Ticketing Operations Manager, Spectra Venue Management
London, Ontario, Canada
It was 2002 when Brent McNamee came to the rescue after his boss called on him to train the box office manager of the new John Labatt Centre, now Budweiser Gardens, in London, Ontario.
“I had been working at a Ticketmaster call center in Toronto since 1995,” McNamee recalled. “Part of my job was working in every Toronto box office, both permanent and temporary, for a variety of events.”
The venue’s box office manager quit just two months later, and McNamee immediately took over the role, which takes place in a city that somewhat punches above its weight.
“We are an unusual market and very successful, as we’re located halfway between Toronto and Detroit,” he said. “We are the perfect stopping point for tours going in and out of Canada. And because our building is the perfect size for our market, we get shows we (otherwise) don’t deserve.”
Asked his crowning achievements, McNamee recalled the time in 2016 when he solely handled ticketing to get 25,000 people in the door for an air show: “It was basically just me,” he said.
This was not the only challenge he’s been faced with over the years. When he first became box office manager, McNamee learned quickly that he had the final say.
“When you work for Ticketmaster, all sales are final because it’s not your show,” he said. “But in my current role, if I tell the customer that there are no refunds, I risk upsetting them. Yet, if I do a refund, the promoter will be unhappy. I had to learn how to make decisions, which is challenging and took a while.”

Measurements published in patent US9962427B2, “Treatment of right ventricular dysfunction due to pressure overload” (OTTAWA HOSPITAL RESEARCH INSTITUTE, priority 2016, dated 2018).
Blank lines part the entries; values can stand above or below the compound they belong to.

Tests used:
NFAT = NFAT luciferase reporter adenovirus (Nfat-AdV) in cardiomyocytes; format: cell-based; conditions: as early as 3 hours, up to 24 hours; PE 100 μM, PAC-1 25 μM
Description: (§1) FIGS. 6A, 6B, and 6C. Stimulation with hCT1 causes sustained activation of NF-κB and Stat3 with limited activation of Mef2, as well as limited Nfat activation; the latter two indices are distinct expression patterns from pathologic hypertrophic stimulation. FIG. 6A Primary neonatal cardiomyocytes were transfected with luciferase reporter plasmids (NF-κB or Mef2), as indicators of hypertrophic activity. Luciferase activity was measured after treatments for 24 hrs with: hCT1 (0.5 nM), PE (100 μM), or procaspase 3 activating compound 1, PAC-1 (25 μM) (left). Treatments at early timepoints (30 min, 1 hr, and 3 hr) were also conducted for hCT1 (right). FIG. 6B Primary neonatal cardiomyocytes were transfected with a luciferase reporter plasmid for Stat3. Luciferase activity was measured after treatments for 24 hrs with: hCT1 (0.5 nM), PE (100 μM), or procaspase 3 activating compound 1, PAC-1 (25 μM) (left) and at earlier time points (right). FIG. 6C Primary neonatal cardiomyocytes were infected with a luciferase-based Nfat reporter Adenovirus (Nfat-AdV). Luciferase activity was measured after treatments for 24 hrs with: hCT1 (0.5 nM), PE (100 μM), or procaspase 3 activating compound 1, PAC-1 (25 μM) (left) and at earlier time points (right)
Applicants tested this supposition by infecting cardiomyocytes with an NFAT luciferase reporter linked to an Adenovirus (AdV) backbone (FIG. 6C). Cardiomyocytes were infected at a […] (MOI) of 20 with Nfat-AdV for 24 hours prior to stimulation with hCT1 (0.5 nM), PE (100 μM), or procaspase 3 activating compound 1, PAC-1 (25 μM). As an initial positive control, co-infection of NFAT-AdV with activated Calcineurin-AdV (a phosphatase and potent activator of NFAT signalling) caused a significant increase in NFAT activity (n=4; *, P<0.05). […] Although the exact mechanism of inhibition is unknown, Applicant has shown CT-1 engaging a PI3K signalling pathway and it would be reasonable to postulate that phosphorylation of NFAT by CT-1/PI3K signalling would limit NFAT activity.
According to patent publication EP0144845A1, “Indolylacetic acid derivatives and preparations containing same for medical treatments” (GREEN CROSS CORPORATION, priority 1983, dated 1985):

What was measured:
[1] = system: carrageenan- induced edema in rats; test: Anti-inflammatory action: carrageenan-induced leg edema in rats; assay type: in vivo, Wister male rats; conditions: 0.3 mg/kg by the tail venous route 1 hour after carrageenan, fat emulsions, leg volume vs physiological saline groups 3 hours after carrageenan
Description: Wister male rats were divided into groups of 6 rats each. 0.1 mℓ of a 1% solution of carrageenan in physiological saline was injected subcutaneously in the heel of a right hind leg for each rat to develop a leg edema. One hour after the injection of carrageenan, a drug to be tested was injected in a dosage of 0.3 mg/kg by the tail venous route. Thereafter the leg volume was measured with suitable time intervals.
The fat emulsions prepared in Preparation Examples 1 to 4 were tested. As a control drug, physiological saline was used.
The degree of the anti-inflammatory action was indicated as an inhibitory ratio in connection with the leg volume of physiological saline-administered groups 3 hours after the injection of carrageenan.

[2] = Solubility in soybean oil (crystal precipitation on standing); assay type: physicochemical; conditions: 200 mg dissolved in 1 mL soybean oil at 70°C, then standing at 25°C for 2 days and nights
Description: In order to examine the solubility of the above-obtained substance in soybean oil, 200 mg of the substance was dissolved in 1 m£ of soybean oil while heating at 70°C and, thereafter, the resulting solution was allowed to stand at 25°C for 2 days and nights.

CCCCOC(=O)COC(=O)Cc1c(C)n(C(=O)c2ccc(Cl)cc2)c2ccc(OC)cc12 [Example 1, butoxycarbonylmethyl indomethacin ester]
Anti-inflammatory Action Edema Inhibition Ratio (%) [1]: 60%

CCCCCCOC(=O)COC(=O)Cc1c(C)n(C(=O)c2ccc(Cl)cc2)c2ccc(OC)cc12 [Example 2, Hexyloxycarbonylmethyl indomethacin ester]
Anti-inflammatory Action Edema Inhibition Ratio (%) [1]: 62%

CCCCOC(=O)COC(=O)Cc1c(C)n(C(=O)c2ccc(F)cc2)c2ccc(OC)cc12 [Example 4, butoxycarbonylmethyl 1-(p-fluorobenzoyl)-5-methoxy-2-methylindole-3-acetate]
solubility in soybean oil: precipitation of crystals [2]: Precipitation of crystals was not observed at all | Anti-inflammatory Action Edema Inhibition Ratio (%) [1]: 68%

Handling this post pandemic has been an ongoing adjustment with Ontario’s current COVID-19 restrictions.
“Within two weeks, we had three consecutive Fridays of London Knights hockey games,” McNamee said. “The first game was limited to 1,000 fans; the second Friday we were at 50% capacity or 4,500 people. Then the third Friday we were finally at full capacity.” With 7,000 season ticket holders, McNamee and the Budweiser Gardens team had to come up with a plan to keep to the country’s capacity mandates.
“For the first game, we put 1,000 general admission tickets up for sale, and it was first come, first serve,” he said. “For the second game, we had to let 2,500 season ticket holders know they couldn’t come to the home opener. We were basically interacting with our season ticket holders three weeks in a row with completely different rules each time. Most fans understood we were working with rules we didn’t put in place.”
McNamee added that the challenges are made easier due to the community that his company and its 300 venues have created.
“There are a fleet of other box office managers and ticketing professionals who are connected via Facebook, and we all talk to each other, voicing our questions, concerns or problems,” he said. “We’re all part of a community and feel great helping others solve a problem or accomplish something great. I can always go to them and vice versa.”